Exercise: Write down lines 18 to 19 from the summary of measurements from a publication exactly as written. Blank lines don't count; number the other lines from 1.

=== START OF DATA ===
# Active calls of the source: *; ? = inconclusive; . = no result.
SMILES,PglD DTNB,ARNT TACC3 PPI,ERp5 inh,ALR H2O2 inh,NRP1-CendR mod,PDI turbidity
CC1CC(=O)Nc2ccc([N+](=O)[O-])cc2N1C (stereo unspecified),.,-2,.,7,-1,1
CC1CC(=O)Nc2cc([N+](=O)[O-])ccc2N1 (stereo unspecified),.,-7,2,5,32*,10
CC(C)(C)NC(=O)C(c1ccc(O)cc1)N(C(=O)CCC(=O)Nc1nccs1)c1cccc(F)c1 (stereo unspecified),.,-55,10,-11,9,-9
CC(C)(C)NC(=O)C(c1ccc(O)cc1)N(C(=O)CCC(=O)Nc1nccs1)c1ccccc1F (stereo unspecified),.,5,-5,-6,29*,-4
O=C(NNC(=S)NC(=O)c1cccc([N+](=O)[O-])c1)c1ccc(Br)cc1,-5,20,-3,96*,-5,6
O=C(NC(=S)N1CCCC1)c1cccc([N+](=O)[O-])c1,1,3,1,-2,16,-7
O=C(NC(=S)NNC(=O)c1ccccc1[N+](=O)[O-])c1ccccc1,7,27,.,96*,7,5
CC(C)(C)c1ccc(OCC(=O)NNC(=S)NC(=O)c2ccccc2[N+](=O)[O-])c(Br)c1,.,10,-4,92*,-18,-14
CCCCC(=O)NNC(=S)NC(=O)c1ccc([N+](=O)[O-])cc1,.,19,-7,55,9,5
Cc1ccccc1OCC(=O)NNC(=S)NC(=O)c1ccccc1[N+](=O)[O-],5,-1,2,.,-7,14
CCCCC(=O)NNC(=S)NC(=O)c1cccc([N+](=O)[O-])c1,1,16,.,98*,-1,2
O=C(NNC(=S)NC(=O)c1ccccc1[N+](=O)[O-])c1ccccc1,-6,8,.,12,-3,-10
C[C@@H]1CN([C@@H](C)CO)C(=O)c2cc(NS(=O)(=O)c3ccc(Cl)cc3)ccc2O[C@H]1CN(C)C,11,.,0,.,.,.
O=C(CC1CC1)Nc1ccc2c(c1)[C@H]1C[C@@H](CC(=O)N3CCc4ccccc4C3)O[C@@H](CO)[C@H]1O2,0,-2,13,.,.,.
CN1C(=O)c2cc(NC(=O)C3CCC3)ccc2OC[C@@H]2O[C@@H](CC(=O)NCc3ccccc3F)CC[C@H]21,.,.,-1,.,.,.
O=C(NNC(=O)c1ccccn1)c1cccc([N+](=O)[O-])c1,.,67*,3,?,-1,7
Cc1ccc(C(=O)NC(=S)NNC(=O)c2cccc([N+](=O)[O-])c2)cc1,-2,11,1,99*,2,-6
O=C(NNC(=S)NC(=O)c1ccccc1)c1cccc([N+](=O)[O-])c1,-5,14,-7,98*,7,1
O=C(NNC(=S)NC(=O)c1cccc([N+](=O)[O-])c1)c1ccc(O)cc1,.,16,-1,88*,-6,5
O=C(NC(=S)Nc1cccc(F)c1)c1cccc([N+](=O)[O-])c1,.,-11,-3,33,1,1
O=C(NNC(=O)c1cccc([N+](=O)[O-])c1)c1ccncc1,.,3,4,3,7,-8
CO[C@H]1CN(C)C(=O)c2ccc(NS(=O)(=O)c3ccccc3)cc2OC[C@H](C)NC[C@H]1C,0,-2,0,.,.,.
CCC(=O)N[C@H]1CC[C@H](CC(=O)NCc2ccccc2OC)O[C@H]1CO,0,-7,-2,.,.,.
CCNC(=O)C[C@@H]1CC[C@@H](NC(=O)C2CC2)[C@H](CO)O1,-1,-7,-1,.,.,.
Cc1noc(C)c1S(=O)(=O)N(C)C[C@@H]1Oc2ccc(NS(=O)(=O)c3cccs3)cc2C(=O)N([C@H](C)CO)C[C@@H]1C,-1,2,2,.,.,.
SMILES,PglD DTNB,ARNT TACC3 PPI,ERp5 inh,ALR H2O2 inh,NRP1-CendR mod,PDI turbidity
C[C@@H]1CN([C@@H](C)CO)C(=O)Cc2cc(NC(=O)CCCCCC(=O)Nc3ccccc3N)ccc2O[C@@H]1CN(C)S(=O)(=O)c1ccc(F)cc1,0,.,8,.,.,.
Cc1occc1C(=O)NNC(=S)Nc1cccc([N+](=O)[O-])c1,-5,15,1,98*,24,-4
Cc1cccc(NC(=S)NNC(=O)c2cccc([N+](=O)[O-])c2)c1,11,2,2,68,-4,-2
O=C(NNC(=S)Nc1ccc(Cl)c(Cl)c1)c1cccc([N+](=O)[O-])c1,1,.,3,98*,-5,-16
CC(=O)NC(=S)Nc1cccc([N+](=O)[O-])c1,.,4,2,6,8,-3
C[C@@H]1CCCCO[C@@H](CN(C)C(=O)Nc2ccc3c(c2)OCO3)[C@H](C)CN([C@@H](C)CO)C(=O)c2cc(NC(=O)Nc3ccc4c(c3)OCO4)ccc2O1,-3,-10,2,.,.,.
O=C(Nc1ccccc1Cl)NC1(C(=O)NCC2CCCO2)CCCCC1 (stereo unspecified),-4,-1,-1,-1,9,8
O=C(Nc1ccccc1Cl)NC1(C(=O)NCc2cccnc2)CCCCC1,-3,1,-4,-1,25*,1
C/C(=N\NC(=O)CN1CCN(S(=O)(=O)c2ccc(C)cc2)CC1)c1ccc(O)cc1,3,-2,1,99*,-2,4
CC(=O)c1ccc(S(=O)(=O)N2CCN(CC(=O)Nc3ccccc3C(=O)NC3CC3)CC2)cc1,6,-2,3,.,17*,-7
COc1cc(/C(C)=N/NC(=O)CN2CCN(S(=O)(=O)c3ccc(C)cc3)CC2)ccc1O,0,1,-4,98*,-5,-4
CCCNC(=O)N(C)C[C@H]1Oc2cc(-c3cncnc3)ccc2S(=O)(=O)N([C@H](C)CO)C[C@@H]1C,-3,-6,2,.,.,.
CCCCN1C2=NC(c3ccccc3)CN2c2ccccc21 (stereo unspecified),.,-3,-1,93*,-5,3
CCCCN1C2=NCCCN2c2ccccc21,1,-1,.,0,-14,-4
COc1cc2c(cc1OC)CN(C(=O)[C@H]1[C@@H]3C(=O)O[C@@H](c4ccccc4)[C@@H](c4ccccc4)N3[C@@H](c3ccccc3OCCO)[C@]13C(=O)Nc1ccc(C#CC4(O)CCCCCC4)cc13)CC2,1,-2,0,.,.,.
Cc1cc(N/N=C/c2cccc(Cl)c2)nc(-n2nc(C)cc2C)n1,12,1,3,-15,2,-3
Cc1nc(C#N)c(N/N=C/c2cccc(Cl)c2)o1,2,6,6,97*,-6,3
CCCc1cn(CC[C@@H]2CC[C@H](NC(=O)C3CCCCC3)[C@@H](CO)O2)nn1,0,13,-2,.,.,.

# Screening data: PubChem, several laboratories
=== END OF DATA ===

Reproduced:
O=C(NNC(=O)c1ccccn1)c1cccc([N+](=O)[O-])c1,.,67*,3,?,-1,7
Cc1ccc(C(=O)NC(=S)NNC(=O)c2cccc([N+](=O)[O-])c2)cc1,-2,11,1,99*,2,-6